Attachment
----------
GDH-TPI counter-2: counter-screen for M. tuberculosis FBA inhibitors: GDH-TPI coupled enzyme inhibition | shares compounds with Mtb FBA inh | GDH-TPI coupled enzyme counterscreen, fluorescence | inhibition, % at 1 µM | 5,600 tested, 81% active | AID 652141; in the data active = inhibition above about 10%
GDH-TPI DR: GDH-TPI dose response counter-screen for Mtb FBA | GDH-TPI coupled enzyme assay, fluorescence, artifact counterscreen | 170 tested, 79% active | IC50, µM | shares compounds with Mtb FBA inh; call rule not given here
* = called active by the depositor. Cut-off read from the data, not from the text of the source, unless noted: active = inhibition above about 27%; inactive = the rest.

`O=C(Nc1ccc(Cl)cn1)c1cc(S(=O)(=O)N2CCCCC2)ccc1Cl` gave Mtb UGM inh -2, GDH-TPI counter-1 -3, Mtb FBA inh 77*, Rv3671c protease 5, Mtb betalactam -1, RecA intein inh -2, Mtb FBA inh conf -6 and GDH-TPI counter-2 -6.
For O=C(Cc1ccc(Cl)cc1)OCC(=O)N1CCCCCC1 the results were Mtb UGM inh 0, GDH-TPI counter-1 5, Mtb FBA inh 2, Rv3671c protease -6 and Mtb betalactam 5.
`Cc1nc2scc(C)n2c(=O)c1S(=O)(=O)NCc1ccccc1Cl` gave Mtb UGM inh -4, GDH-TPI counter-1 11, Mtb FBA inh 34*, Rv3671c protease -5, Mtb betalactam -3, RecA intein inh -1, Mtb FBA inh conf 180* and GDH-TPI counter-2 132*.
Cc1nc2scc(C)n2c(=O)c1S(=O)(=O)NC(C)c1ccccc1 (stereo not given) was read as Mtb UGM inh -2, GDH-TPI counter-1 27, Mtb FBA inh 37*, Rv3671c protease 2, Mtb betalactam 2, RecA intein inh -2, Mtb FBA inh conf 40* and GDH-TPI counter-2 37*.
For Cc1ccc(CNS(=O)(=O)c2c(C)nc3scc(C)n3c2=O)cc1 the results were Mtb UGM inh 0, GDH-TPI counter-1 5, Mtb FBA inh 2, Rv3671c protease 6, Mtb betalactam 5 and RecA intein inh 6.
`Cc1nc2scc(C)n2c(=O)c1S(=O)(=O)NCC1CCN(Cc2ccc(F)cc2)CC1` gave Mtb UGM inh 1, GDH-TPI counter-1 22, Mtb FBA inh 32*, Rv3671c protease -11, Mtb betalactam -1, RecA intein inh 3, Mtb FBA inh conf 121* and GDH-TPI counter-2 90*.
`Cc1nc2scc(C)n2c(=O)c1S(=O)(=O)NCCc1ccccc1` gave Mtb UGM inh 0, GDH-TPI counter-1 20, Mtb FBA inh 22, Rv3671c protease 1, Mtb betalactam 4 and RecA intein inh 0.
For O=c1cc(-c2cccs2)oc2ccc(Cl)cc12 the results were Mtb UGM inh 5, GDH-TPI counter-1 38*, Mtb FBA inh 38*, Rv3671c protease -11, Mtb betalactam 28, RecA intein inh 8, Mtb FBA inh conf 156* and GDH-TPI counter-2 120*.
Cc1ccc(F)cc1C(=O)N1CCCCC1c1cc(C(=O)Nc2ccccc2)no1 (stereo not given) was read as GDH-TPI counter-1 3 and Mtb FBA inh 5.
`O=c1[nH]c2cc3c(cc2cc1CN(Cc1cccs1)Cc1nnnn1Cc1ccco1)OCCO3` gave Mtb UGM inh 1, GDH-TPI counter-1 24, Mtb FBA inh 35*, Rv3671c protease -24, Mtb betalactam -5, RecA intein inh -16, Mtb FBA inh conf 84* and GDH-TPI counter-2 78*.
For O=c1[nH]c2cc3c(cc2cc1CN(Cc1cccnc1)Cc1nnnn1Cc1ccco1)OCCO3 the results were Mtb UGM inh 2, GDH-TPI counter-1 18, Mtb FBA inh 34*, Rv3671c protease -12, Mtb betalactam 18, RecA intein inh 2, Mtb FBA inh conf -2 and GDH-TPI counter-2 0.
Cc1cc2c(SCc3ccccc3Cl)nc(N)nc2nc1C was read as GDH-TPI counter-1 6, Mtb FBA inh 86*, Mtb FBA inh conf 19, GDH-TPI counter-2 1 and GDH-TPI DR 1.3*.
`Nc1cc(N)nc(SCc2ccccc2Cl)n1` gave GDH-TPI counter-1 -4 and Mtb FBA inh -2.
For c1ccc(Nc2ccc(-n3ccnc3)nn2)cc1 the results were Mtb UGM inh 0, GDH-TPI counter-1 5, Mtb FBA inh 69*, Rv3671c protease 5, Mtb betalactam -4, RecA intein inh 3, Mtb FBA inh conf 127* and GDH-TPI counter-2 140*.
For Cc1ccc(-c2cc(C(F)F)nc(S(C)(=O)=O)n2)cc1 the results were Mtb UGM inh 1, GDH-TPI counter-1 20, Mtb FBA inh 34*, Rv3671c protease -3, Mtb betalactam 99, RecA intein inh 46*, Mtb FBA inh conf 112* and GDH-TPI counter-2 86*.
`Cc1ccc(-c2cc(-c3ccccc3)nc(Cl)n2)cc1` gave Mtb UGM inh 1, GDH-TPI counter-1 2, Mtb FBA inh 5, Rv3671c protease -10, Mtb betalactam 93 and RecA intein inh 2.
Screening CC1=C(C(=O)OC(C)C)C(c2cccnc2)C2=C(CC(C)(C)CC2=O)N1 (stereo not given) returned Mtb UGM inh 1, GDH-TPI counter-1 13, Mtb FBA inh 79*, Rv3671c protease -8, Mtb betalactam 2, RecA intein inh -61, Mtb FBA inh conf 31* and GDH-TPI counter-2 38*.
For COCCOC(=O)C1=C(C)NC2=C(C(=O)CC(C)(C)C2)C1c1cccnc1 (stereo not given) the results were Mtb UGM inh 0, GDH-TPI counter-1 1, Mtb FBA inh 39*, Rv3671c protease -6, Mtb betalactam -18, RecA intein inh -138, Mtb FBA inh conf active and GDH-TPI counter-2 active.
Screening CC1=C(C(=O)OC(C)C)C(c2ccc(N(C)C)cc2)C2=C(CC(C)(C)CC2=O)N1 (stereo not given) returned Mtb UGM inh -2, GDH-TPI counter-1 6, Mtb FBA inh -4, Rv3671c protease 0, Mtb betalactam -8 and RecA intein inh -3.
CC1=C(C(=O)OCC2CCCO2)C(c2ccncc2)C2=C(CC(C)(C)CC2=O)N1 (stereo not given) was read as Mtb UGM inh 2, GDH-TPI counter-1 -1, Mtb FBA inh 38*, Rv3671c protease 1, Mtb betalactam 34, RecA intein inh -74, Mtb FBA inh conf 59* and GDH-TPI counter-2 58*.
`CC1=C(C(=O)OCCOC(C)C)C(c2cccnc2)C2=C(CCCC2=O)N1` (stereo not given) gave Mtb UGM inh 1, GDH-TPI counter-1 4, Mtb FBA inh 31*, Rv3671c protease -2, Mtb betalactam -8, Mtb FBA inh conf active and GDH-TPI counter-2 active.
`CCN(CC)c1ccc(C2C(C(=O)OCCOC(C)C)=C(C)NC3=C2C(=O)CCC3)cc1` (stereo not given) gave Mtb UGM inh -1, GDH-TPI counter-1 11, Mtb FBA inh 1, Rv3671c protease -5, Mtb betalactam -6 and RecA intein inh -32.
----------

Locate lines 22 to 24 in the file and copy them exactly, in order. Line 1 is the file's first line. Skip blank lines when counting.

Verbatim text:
Screening CC1=C(C(=O)OC(C)C)C(c2ccc(N(C)C)cc2)C2=C(CC(C)(C)CC2=O)N1 (stereo not given) returned Mtb UGM inh -2, GDH-TPI counter-1 6, Mtb FBA inh -4, Rv3671c protease 0, Mtb betalactam -8 and RecA intein inh -3.
CC1=C(C(=O)OCC2CCCO2)C(c2ccncc2)C2=C(CC(C)(C)CC2=O)N1 (stereo not given) was read as Mtb UGM inh 2, GDH-TPI counter-1 -1, Mtb FBA inh 38*, Rv3671c protease 1, Mtb betalactam 34, RecA intein inh -74, Mtb FBA inh conf 59* and GDH-TPI counter-2 58*.
`CC1=C(C(=O)OCCOC(C)C)C(c2cccnc2)C2=C(CCCC2=O)N1` (stereo not given) gave Mtb UGM inh 1, GDH-TPI counter-1 4, Mtb FBA inh 31*, Rv3671c protease -2, Mtb betalactam -8, Mtb FBA inh conf active and GDH-TPI counter-2 active.